“On [the gender-affirming care ban], the fact is that we’re not gonna give up and we’re gonna have to go to the courts with it,” Anderson said.
Supporters of Firment’s bill have raised concerns about minors receiving irreversible gender-affirming surgeries and that children are being left sterile, claims that are both factually questionable.
In reality, gender-affirming procedures, such as top surgery, which adds or removes breast tissue, or bottom surgery, which constructs a vagina or penis are not recommended for minors, according to Dr. Kathryn Lowe, a pediatrician who represents the American Academy of Pediatrics Section on LGBT health and wellness.
The American Academy of Pediatrics and many other major medical associations support gender-affirming care for transgender youth.
Gender-affirming care is a catch-all term for medical treatments given to people to align their physical bodies with their identified gender. Gender-affirming care is used by transgender people, who identify as a gender different from their sex assigned at birth, as well as cisgender people, who identify as their assigned sex.
Treatments are individualized to the patient. Some young patients will be prescribed fully reversible puberty blockers, giving the patient time to consider their options.
Later, a patient may be given hormone treatments that can help young people go through puberty in a way that allows their body to change in ways that align with their gender identity. These treatments are partially reversible.
Firment has raised concerns about the harm of puberty blockers, but medical providers consider them safe and have used them for decades to treat children who enter puberty too early. Firment’s own bill makes exceptions for these children, as well as for intersex youth, to continue to receive these treatments.
Firment’s bill requires any transgender youth currently receiving gender-affirming health care be taken off the course of treatment by the end of 2024. Providers who specialize in gender-affirming treatments say there is no length of time that would make discontinuing care safe, pointing to the risk of suicide.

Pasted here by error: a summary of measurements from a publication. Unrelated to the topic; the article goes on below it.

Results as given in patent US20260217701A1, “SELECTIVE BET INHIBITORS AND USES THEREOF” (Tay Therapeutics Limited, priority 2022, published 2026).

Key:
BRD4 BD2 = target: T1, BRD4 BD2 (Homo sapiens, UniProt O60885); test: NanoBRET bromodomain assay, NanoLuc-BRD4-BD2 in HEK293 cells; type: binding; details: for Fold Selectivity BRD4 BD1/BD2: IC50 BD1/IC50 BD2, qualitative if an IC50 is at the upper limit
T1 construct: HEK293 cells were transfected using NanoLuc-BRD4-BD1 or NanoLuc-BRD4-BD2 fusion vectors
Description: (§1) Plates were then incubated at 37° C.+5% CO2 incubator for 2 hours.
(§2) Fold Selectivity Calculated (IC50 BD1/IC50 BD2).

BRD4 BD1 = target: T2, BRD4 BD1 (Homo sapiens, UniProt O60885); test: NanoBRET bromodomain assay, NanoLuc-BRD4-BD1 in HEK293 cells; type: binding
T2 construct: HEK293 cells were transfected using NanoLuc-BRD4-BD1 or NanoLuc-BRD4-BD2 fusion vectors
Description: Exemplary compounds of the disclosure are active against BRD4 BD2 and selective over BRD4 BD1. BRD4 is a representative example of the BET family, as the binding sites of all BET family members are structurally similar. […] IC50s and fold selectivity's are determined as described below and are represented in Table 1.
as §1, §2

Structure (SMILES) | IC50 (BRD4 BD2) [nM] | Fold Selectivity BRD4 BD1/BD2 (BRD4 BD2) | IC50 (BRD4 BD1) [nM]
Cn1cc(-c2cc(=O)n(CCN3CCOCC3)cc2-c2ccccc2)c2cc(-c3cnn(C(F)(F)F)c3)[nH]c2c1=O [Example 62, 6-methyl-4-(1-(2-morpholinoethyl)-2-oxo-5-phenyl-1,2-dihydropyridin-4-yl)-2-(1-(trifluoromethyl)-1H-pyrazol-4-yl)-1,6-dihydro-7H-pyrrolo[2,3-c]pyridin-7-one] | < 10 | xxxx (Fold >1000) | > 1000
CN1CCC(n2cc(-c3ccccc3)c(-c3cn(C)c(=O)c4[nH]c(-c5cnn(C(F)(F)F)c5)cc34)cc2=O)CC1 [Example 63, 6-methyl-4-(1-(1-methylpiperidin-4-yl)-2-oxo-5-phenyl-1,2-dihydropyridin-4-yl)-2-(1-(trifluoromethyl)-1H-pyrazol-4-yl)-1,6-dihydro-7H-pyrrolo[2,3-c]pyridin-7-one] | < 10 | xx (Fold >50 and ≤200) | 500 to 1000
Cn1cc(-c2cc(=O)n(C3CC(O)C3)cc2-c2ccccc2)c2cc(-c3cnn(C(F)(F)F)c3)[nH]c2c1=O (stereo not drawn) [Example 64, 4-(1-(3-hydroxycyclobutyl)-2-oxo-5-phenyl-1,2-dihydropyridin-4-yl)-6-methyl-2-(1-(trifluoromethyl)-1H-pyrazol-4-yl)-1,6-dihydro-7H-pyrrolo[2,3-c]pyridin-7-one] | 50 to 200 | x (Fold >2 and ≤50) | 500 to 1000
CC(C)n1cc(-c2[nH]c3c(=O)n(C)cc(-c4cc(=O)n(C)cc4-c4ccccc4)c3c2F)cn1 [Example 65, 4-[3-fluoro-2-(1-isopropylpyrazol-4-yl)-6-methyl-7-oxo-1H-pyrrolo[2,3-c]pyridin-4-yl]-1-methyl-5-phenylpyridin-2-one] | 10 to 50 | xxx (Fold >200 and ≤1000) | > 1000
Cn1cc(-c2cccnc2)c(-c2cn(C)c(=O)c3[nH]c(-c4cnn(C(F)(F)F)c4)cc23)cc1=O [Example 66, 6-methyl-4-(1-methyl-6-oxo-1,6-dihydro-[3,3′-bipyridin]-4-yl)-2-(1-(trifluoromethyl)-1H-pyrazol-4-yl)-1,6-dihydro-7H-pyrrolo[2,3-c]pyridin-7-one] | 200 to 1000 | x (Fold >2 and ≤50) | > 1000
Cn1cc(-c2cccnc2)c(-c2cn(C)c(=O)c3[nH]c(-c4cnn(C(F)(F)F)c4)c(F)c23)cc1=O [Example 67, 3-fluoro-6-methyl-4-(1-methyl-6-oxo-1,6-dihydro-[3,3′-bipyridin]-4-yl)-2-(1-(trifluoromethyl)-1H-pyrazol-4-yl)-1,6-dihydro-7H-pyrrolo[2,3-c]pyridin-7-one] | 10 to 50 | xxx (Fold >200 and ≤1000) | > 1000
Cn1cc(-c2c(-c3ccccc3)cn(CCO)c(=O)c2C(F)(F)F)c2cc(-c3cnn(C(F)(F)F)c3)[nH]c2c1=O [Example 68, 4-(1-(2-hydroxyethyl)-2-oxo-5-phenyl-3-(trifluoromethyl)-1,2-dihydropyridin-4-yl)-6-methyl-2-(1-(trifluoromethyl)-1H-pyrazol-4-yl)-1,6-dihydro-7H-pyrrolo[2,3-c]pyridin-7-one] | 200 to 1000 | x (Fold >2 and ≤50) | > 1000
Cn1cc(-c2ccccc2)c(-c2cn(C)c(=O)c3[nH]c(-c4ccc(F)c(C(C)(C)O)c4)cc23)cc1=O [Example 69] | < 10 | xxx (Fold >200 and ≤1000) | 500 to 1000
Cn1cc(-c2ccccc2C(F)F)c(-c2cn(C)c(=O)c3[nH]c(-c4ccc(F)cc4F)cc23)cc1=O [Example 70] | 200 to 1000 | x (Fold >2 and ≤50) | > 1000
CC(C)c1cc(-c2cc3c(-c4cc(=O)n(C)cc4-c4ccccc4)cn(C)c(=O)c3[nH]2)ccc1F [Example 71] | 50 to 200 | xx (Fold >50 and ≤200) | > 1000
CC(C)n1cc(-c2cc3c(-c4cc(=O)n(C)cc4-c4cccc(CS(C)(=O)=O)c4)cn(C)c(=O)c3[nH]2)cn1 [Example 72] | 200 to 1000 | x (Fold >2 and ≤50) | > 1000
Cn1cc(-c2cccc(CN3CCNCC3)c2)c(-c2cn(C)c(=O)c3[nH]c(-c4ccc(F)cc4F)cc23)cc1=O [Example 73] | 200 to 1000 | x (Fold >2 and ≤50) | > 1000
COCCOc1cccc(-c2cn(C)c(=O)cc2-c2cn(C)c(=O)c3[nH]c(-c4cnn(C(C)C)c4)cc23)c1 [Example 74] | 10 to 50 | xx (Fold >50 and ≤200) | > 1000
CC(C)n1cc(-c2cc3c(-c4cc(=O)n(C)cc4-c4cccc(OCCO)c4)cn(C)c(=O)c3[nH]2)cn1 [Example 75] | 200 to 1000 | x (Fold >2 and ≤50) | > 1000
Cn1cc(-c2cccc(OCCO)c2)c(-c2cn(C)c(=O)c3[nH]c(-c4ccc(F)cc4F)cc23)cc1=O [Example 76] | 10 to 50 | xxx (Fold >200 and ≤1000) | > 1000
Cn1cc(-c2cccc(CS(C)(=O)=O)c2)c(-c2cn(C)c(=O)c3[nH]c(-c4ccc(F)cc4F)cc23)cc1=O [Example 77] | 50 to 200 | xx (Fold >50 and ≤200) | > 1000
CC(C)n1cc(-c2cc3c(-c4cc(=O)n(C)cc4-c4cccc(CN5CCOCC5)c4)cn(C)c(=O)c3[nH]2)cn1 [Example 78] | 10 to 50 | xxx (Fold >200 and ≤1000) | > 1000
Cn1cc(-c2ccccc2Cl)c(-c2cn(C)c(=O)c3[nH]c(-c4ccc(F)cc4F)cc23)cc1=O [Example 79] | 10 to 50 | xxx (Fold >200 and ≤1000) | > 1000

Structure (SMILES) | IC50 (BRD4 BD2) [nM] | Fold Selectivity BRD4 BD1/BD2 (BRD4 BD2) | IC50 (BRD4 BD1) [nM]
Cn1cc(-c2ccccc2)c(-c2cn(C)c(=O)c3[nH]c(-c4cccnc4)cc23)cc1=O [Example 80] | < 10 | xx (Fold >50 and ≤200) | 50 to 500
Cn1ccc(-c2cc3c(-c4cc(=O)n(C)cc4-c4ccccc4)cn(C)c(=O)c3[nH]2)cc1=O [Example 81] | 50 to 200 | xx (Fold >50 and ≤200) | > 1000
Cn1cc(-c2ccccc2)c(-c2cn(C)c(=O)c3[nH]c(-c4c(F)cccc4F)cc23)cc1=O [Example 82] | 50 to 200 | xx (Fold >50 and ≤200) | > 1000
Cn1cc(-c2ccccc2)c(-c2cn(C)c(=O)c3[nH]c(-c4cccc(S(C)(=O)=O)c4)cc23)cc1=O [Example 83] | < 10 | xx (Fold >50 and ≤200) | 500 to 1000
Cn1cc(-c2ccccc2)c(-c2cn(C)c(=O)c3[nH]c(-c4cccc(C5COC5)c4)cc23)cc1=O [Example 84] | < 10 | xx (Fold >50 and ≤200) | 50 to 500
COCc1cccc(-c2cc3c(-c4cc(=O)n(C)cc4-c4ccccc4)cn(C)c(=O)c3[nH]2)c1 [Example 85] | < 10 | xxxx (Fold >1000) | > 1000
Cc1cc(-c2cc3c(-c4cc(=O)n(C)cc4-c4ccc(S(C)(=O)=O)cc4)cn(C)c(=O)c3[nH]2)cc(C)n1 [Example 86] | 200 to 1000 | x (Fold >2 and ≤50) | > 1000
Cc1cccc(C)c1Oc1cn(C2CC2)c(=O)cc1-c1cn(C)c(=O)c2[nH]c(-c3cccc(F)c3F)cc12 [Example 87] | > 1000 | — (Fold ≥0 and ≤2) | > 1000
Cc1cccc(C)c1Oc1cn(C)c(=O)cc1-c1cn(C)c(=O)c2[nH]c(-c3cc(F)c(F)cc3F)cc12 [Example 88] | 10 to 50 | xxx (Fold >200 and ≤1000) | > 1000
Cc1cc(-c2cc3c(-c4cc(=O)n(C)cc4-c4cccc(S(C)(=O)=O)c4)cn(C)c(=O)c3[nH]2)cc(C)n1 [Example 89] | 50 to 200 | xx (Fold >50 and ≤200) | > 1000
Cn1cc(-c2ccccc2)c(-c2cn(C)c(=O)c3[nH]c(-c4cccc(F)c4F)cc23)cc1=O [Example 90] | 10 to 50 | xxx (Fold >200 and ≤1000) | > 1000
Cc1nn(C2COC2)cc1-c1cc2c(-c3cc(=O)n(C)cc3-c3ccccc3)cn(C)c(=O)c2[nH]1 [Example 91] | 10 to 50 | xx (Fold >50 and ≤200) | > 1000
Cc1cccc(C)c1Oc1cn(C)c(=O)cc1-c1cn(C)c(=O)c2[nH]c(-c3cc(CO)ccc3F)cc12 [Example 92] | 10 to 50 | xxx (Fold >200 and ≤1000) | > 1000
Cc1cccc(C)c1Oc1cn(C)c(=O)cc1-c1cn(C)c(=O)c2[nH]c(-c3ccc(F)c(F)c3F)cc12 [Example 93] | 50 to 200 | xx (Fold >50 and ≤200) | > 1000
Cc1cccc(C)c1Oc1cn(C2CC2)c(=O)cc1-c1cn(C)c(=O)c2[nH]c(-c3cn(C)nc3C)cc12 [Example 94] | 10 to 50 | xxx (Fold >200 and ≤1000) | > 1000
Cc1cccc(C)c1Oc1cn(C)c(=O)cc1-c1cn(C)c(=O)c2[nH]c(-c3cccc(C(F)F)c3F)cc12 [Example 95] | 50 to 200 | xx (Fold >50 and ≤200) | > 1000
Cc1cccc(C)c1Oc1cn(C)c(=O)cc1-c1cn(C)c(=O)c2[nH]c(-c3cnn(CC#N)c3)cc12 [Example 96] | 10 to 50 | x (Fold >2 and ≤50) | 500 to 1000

Studies approximate 80% of transgender youth have considered suicide, and 40% report at least one suicide attempt. Research also indicates gender-affirming health care leads to improved mental health outcomes.
Horton’s bill is similar to a Florida law critics refer to as a “Don’t Say Gay” bill. Her proposal is much broader and would have applied to grades K-12, where Florida’s law covers up to the third grade.
Horton’s legislation would have applied to any school employee or volunteer, and it covers discussions in the classroom and during extracurricular activity, meaning it would effectively outlaw Gay Straight Alliance clubs.
While proponents of Crews’ proposal argue the bill prioritizes parental rights, teachers with religious or moral objections could opt to override parental consent to use a student’s given name, also called a deadname, as well as pronouns associated with their sex assigned at birth. Referencing a person by pronouns other than how they identify themselves is referred to as misgendering.
The Crews bill provided no recourse for educators with a religious or moral objection to deadnaming or misgendering their students.
Parental rights in question
At the core of Crews’ proposal is his belief that parents have the right to know whether their kids are transgender.
“I don’t think it’s ever good for the parents to not to know what’s going on in school, and it ensures the rights of parents as primary caregivers to know what’s occurring in their children’s lives,” Crews said when his bill came up in the Senate Education Committee in June.
Advocates have raised concerns about what happens when parents find out — and don’t approve — when their children identify as transgender.
A survey from the Trevor Project found that 38% of transgender women, 39% of transgender men and 35% of nonbinary youth experienced homelessness as a result of parental rejection.
The override makes Edwards the first governor in modern Louisiana history to have more than one veto overturned, surpassing Buddy Roemer and Edwin Edwards.
Veto sessions are rare in Louisiana. Just three have occurred in approximately the past 50 years — all of them in John Bel Edwards’ second term as his relationship with the Republican-controlled legislature became more tense. Lawmakers handled the Roemer and Edwin Edwards vetoes during regular legislative sessions.
Reporter Wes Muller contributed to this article.